Treatment Outcomes of Stenotrophomonas maltophilia Bacteremia in Critically Ill Children: A Multicenter Experience

Itay Tokatly Latzer*, Elhanan Nahum, Yuval Cavari, Isaac Lazar, Yossi Ben-Ari, Shalom Ben-Shimol, Gal Ben-Shalom, Yuval Geffen, Lior Goldberg, Marina Rubinstein, Nathan Keller, Itai M. Pessach, Gideon Paret

*Corresponding author for this work

Research output: Contribution to journalArticlepeer-review


Objectives: Stenotrophomonas maltophilia is a gram-negative opportunistic bacterium that may cause a myriad of clinical diseases in immunocompromised individuals. We aimed to describe the clinical characteristics, risk factors, mortality, and treatment of S. maltophilia bacteremia in critically ill children, a topic on which data are sparse. Design: A multicenter observational retrospective study in which medical charts of critically ill children with S. maltophilia bacteremia were reviewed between 2012 and 2017. Setting: Data were collected from each of the four largest PICUs nationwide, allocated in tertiary medical centers to which children with complex conditions are referred regularly. Patients: A total of 68 suitable cases of S. maltophilia bacteremia were retrieved and reviewed. Measurements and Main Results: The total occurrence rate of S. maltophilia isolation had increased significantly during the study period (r = 0.65; p = 0.02). The crude mortality was 42%, and the attributed mortality was 18%. Significant risk factors for mortality were a longer length of hospital stay prior to infection (33 d in nonsurvivors vs 28 in survivors; p = 0.03), a nosocomial source of infection (p = 0.02), presentation with septic shock (p < 0.001), and treatment with chemotherapy (p = 0.007) or carbapenem antibiotics (p = 0.05) prior to culture retrieval. On multivariate analysis, septic shock (odds ratio, 14.6; 95% CI, 1.45-147.05; p = 0.023) and being treated with chemotherapy prior to infection (odds ratio, 5.2; 95% CI, 1.59-17.19; p = 0.006)] were associated with mortality. The combination of ciprofloxacin, trimethoprim-sulfamethoxazole, and minocycline resulted in the longest survival time (p < 0.01). Conclusions: The significant attributed mortality associated with S. maltophilia bacteremia in critically ill children calls for an aggressive therapeutic approach. The findings of this investigation favor a combination of trimethoprim-sulfamethoxazole, ciprofloxacin, and minocycline.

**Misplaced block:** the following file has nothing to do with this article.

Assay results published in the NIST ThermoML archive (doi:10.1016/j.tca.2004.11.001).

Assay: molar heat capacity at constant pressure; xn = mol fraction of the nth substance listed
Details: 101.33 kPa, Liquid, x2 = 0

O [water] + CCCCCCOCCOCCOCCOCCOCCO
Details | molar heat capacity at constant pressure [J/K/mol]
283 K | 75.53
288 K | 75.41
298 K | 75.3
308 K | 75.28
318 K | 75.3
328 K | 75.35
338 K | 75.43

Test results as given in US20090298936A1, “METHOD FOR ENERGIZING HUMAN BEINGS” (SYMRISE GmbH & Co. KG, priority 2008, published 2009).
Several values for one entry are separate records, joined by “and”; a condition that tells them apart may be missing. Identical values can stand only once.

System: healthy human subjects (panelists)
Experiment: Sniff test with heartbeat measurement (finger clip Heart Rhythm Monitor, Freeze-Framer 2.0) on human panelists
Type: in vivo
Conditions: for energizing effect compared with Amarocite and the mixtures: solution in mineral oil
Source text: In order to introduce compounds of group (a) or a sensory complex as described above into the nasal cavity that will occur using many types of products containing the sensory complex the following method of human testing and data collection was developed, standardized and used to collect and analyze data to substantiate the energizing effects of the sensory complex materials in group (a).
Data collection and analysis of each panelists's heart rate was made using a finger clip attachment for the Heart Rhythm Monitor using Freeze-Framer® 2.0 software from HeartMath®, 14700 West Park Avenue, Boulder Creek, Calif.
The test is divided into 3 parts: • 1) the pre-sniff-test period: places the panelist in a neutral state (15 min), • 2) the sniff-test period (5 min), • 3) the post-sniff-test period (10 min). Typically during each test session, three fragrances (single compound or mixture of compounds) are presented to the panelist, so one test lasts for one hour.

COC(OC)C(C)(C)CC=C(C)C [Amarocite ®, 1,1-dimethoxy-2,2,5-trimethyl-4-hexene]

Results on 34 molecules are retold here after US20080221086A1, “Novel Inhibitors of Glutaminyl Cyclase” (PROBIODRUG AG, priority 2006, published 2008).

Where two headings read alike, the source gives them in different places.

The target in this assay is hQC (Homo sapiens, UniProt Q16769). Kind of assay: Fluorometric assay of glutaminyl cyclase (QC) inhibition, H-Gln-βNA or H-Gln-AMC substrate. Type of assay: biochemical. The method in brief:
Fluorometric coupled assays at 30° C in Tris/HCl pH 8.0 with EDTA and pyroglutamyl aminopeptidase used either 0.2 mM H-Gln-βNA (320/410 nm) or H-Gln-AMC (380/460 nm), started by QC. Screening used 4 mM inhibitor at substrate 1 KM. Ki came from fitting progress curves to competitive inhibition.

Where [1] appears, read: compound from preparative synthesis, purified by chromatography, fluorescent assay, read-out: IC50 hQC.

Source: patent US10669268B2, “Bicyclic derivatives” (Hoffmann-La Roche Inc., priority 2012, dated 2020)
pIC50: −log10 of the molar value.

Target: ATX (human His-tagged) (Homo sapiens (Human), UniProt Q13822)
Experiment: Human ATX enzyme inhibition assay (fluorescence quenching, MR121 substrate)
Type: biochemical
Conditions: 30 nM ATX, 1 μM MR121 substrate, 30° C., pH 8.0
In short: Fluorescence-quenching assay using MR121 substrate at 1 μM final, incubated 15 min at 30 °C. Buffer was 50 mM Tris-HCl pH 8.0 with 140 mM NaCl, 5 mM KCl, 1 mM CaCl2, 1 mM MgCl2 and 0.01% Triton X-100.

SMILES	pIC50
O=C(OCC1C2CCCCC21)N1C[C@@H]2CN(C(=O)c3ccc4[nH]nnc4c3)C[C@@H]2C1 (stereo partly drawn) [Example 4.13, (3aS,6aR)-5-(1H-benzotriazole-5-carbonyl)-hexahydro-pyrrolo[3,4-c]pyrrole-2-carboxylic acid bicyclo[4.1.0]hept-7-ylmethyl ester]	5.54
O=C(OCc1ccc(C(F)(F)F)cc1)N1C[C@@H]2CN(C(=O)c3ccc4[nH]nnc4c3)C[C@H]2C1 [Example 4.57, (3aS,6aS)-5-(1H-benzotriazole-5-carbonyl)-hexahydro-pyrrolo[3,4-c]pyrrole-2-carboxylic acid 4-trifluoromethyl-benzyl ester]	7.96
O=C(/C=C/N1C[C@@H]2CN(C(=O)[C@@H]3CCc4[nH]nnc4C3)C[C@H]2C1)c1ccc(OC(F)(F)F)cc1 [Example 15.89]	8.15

Original languageEnglish
Pages (from-to)e231-e239
JournalPediatric Critical Care Medicine
Issue number5
StatePublished - 1 May 2019


  • Stenotrophomonas Maltophilia
  • children
  • management
  • pediatric intensive care
  • pediatrics
  • treatment


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